"The Collected Stories" by Mavis Gallant.  Like many Canadian authors, Mavis Gallant has not achieved the recognition she deserves.  Or perhaps it would be more correct to say she is a writer's writer.  I would put her in the same company as William Trevor, Alice Munro, and Lorrie Moore--masters of the short story all.  Gallant is Canadian, but most of her stories take place in Europe or, most often, Paris or provincial France.  I would not read a Gallant story for a neat plot or a clever ending.   I do read her for her atmosphere and her study of broken or wounded characters.  As Lionel Trilling put it, "The world's great literature was not created by a bunch of happy chuckleheads."  Mavis Gallant is rather melancholy, which is perhaps why she appeals to me and my somewhat morbid sensibility.  Unlike Rankin's novel that brings recent world events into focus as a backdrop to its action, Gallant's stories are internal.  Lives unfold beneath the shadows of disappointment and failure.  For some reason, this appeals to me, not because I am sad but because I know that many are, and my sympathies are engaged.  Some lives are blighted; that's a fact.  One of the graces of literature is its finding beauty even in the dark.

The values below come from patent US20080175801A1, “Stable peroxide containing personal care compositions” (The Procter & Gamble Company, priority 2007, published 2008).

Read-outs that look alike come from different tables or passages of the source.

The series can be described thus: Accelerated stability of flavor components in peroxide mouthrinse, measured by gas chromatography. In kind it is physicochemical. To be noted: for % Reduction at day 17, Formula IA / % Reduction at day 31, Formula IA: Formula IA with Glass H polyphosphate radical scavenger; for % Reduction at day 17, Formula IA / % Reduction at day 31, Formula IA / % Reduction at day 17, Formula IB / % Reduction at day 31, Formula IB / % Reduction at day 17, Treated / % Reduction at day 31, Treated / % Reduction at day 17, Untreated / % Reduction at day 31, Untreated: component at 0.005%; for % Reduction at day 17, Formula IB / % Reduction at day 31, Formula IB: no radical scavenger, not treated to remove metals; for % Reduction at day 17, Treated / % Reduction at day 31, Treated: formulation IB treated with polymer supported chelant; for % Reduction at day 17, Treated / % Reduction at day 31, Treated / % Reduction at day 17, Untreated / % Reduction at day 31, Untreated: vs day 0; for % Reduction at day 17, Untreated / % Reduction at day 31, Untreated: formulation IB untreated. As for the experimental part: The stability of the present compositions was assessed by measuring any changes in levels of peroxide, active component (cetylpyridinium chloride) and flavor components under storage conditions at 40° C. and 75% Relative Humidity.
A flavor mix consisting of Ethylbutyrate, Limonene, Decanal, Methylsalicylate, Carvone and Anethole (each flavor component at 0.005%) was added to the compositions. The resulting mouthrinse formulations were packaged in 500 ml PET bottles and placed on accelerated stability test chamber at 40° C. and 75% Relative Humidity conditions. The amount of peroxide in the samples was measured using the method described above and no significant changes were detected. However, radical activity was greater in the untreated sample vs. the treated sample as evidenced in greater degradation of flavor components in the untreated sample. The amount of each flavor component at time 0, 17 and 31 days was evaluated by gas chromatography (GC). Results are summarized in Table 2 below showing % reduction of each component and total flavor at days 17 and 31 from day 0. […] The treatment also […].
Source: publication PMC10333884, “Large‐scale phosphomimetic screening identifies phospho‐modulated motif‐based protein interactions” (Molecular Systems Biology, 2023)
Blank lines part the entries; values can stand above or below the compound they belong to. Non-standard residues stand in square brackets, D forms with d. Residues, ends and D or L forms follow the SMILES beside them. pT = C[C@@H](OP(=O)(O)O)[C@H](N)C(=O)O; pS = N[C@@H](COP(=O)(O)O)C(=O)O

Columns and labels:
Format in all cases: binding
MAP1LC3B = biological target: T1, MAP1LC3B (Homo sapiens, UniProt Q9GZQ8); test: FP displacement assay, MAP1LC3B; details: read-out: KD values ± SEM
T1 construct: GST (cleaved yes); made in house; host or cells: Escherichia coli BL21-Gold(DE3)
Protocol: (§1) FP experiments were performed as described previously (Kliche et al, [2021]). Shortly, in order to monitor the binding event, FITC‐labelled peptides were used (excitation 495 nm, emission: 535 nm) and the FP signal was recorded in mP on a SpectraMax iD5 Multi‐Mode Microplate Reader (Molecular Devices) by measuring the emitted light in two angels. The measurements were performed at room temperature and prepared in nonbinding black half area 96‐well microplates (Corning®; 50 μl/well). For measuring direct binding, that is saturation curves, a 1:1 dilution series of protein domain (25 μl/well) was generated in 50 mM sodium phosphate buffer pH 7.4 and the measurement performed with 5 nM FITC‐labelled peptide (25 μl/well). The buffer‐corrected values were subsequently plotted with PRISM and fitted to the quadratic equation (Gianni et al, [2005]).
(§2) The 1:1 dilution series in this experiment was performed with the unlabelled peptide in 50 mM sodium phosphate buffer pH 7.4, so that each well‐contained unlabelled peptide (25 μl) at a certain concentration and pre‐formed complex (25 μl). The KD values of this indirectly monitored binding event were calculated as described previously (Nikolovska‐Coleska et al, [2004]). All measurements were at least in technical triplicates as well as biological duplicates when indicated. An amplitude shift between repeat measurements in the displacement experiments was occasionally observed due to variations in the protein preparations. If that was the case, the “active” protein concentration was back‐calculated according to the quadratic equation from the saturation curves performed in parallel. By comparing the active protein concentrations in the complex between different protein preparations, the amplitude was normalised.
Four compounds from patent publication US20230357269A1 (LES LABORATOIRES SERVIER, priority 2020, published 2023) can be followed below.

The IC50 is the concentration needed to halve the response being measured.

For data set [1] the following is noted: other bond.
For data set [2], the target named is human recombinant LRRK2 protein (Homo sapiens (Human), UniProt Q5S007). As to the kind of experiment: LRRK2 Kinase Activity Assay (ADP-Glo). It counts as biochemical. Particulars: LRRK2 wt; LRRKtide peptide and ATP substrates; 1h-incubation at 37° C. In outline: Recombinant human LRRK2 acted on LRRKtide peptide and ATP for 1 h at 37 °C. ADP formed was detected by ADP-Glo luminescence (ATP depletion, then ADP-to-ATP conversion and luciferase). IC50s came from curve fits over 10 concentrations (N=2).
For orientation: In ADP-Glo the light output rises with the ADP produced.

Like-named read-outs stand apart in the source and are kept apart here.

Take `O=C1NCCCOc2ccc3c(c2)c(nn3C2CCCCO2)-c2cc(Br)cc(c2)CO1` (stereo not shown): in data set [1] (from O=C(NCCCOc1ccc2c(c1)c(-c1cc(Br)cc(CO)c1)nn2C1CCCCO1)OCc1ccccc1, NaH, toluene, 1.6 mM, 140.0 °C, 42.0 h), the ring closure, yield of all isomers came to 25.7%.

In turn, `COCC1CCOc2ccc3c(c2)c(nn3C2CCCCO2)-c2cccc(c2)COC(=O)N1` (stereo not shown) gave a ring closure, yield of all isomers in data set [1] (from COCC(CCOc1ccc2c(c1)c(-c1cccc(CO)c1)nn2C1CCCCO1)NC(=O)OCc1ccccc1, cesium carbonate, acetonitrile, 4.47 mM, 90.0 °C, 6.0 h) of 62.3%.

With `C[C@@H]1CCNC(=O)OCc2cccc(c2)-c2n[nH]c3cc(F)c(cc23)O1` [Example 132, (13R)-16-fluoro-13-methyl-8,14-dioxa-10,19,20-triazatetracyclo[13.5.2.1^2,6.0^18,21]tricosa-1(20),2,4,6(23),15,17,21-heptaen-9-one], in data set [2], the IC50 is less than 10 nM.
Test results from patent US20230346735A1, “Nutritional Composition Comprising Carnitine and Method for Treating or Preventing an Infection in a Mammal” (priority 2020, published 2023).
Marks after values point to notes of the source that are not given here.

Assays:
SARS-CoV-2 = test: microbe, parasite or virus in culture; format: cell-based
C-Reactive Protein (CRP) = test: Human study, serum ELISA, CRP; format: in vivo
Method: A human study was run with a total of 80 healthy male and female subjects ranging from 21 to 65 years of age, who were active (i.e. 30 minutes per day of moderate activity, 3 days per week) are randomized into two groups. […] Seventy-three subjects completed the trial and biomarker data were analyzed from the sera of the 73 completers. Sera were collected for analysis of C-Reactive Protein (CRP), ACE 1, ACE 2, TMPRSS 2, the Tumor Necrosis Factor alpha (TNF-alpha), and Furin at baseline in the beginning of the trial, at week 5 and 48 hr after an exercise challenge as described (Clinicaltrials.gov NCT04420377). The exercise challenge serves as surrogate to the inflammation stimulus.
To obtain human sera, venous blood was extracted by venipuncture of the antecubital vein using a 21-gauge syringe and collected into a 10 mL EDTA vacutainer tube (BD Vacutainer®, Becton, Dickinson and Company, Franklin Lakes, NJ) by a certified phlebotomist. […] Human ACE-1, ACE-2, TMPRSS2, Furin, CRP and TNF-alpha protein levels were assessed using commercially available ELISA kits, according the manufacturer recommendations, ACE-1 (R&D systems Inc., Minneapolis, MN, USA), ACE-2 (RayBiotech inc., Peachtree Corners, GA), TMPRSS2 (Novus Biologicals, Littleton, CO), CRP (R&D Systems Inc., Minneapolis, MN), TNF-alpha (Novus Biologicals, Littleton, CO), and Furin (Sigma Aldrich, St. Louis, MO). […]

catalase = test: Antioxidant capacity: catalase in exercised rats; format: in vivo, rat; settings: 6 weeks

"Here's Looking at Euclid" by Alex Bellos.  This book was something of a departure for me.  I usually stick to fiction, history, or biography; "Euclid" is all about mathematics, a subject I avoid whenever possible.  This book won me over right from the start.  It's not about solving problems, and it doesn't ask questions whose answers may be obvious to others but are totally opaque to me.  It didn't make me feel embarrassed by my lack of math skills, which I have been ever since my parents were first called in for a teacher conference when I was in third grade.  Bellos's unique book is a compendium of interesting facts about the origins of numbers, the remarkable things that math can do--whether it be in the form of puzzles or the formulation of technological wonders--and a plethora of mind-blowing information about infinities.  Yes, plural.  He discusses some of the great mathematicians, past and present, from Pythagoras to Euler, as well as "lightning calculators" (those individuals who can compute with huge numbers in their heads in a matter of seconds).  I am no better at solving math problems (beyond simple addition, subtraction, multiplication, and division) than I was before, but I now have a much greater understanding of the appeal of math.  Math is not magic, but this book makes it seem magical.  It contains a world of wonders.